Some commercials try to push the envelope in search of “edginess.” In 2014, Capital One briefly aired a commercial with spokesman Samuel L. Jackson using a tame swear word in his promotion of the Quicksilver Cash Back Card.
Madison Avenue has turned out other ads with sexual and violent themes. Often they disappear quickly, but not for the reason you might think.
It's not consumer backlash as much as the fact the ads just might not work.
New research from the American Psychological Association suggests G-rated ads are more effective, with the edgier ones impairing the ads' effectiveness and ultimately persuading consumers not to make a purchase.
No evidence of effectiveness
“We found almost no evidence that violent and sexual programs and ads increased advertising effectiveness,” said Brad Bushman, professor of communication and psychology at Ohio State University, and a co-author on the study. “In general, we found violent and sexual programs, and ads with violent or sexual content decreased advertising effectiveness.”
The same was true for ads placed within violent content. In fact, the study determined that violence appeared to have the greatest influence, but not in a good way. Brands advertised during commercial breaks in violent media were remembered less often, evaluated less favorably, and less likely to be purchased than brands advertised in nonviolent media.
What about sexual content? The study found products and services advertised during commercial breaks in media with sexual overtones were viewed less favorably than those advertised in media with no sexual content. However, there was little difference in viewers’ brand memory or intention to buy.
Focused on the sex and violence
“It’s not that people aren’t attracted to sex and violence,” said lead author Robert Lull. “On the contrary, people have been attracted to sex and violence since evolutionary times, when attending to violent cues prevented our ancestors from being killed by enemies or predators and paying attention to sexual cues attuned our ancestors to potential reproductive opportunities.”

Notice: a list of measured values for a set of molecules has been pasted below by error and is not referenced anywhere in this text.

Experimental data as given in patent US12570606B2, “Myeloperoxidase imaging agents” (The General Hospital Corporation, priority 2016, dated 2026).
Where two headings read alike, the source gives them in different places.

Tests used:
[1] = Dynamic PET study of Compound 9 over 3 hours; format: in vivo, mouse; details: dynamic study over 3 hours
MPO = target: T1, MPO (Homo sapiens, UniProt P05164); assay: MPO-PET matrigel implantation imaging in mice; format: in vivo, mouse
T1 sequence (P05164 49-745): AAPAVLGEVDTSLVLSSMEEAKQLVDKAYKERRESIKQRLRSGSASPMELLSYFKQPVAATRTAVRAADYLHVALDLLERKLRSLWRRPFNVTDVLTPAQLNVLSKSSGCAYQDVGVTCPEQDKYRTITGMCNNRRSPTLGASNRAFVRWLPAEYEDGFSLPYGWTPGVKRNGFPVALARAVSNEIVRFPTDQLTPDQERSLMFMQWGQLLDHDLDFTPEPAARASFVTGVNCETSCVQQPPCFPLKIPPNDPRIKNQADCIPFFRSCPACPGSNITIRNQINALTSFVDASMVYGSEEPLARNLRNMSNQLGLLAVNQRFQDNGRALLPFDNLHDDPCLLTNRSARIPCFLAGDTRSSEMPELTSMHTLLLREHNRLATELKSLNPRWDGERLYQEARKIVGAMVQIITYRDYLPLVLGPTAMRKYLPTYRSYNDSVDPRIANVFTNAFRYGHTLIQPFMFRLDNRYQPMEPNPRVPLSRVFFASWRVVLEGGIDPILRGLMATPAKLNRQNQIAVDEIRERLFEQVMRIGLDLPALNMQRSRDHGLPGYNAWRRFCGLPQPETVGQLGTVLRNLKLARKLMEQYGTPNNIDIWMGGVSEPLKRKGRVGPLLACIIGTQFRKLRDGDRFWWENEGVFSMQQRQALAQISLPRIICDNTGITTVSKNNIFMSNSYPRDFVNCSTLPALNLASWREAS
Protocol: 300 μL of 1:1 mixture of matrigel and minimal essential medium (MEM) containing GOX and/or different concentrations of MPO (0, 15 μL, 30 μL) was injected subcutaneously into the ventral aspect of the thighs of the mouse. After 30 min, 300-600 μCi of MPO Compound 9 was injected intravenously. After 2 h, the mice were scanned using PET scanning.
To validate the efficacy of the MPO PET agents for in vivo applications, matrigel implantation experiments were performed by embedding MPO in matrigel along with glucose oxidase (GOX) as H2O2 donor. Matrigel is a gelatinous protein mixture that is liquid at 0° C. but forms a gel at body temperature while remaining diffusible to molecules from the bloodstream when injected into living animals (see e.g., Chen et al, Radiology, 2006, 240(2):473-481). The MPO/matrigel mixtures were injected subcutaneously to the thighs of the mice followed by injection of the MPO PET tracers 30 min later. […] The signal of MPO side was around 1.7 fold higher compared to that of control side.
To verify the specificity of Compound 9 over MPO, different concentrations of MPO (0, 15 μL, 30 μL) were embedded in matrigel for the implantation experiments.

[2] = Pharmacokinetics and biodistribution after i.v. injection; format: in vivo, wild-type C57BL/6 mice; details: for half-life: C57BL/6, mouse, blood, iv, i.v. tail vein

So why isn't it effective in attracting eyeballs to ads? It does attract eyeballs, and that may be the problem.
Violence and sex attract attention, but they attract so much of it that viewers sort of miss the commercial message. People pay more attention to the violence and the sex surrounding ads, both in programs and the ads themselves, than to the actual products being advertised. Consequently, memory, attitudes, and buying intentions all decrease, Lull said.
Back to bland
This is why consumers might start seeing a return to the bland, boring ads of the past, inserted into rather tame content. It's why a series like The Sopranos was perfect for HBO, where it ran without commercial interruption – and why neither the series nor the ads would be remotely effective if it aired with commercials.
The lesson for Madison Avenue?
“Sex and violence do not sell, and in fact they may even backfire by impairing memory, attitudes, and buying intentions for advertised products,” Bushman said. “Thus, advertisers should think twice about sponsoring violent and sexual programs, and about using violent and sexual themes in their ads.”